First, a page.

NSCAI Looks to
Win AI Technology Competition|
March 3, 2021
The National Security Commission on Artificial Intelligence (NSCAI) submitted its final report to Congress and the President on March 1, 2021, after a unanimous vote to approve. During the virtual public plenary session, which included a media availability, NSCAI Commissioners provided statements on the recommendations and took questions from the media and public. The public plenary and media availability can be viewed on the NSCAI YouTube channel.
“It’s important to realize that you can’t just flip a switch and have these capabilities in place, it takes steady, committed hard work over a long period of time to bring these capabilities to fruition,” said NSCAI Commissioner Andy Jassy, and fellow NSCAI Commissioner Ken Ford, said, “This report lays out an actionable path to an AI-enabled future.”
Over the past two years, the 15-member Commission representing a diverse group of technologists, business executives, academic leaders, and national security professionals, issued an initial report in July 2019, interim reports in November 2019 and October 2020, two additional quarterly memorandums, a series of special papers in response to the COVID-19 pandemic, and now a final report. The Commission worked in close collaboration with the Congress, the White House, and executive departments and agencies. The goal was to produce a comprehensive and enduring national approach to maintain America’s AI advantages related to national security.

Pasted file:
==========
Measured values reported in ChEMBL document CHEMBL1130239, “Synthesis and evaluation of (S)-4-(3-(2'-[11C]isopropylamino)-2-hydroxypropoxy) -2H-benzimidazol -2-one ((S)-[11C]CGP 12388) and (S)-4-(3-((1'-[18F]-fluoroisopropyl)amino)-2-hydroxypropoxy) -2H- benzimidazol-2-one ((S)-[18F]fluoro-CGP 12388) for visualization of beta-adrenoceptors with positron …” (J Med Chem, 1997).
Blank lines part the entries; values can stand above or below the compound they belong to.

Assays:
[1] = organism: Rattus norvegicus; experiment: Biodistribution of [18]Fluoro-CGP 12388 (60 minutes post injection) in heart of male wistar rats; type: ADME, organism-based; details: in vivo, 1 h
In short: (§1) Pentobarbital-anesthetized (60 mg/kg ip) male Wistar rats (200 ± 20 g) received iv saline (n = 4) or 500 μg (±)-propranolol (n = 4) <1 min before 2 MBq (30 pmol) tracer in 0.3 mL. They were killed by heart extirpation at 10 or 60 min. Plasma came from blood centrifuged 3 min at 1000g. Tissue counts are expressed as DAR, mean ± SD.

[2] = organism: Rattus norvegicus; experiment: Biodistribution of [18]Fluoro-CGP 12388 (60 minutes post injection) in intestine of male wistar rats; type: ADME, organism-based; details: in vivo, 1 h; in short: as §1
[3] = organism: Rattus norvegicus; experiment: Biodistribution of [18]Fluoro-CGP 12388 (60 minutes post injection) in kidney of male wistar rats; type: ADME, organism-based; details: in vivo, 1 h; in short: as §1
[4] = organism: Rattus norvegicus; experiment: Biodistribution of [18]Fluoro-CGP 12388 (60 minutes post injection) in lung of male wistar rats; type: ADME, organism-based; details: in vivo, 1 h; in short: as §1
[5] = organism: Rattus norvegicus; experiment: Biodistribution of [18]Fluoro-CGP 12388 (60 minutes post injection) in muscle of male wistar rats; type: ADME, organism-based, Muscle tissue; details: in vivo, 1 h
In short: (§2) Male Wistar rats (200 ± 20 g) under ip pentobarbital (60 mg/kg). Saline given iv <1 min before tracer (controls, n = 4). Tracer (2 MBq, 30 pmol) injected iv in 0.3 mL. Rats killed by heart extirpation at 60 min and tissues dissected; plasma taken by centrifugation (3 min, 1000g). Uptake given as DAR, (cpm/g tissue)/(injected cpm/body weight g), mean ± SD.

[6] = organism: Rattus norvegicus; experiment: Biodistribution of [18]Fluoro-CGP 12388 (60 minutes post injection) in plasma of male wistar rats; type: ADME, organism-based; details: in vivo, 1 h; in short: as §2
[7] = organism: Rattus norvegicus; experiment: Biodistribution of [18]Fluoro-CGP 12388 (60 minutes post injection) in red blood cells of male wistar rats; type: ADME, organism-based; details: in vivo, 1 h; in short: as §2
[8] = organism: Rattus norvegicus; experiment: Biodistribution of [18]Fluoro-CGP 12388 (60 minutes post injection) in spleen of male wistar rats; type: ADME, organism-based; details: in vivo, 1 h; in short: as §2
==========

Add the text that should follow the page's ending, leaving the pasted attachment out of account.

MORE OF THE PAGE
“We are asking for [the U.S. government] to break out of our traditional silos and work together. This is meant for our nation,” said NSCAI Commissioner Safra Catz.
The final report provides a strategy to get the United States AI-ready by 2025 and was divided into two parts:
The Commissioners focused on four pillars for immediate action:
“The demand for AI talent and proficiency is expanding across all of the services, all of the cabinets, and all of the agencies” said NSCAI Vice Chair Bob Work.
“We will need democratic allies in this competition and we must keep democratic values at the forefront of our decisions on using AI,” said NSCAI Chair Eric Schmidt. The Commission is an independent federal entity, and its goal is to complement and strengthen ongoing AI-related efforts in the executive branch and Congress, while also making additional recommendations to integrate artificial intelligence into national security programs. The Commission staff will continue to reach out to academia, industry, non-profits, associations, and government to discuss the recommendations made in the final report.